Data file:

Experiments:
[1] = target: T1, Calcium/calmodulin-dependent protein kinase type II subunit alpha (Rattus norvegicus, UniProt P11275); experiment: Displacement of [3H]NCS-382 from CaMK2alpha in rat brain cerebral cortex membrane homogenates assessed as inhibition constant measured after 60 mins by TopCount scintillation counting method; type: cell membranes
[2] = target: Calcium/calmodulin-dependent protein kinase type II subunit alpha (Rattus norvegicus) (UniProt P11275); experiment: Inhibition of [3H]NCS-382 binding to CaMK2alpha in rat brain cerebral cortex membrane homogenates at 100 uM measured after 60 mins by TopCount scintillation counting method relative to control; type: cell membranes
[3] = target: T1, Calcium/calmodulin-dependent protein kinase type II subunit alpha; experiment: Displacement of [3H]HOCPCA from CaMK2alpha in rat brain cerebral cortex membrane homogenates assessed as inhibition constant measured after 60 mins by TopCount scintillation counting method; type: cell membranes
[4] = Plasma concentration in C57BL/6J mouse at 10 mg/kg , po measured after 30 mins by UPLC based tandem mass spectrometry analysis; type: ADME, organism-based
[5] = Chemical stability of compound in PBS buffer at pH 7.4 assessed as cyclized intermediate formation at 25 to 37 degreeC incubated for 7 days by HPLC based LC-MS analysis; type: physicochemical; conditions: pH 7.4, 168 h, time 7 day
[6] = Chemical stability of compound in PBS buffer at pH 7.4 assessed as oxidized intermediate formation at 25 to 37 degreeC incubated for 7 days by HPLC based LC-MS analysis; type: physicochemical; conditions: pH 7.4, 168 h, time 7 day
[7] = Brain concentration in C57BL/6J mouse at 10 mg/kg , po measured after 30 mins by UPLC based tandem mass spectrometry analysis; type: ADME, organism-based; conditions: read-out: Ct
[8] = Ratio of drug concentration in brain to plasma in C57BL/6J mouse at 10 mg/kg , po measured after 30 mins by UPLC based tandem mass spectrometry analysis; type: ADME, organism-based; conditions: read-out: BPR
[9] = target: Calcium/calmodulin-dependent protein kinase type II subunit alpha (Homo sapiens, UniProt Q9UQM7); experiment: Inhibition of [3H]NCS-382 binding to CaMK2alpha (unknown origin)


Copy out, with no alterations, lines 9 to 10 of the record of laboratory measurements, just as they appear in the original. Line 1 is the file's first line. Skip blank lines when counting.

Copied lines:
[8] = Ratio of drug concentration in brain to plasma in C57BL/6J mouse at 10 mg/kg , po measured after 30 mins by UPLC based tandem mass spectrometry analysis; type: ADME, organism-based; conditions: read-out: BPR
[9] = target: Calcium/calmodulin-dependent protein kinase type II subunit alpha (Homo sapiens, UniProt Q9UQM7); experiment: Inhibition of [3H]NCS-382 binding to CaMK2alpha (unknown origin)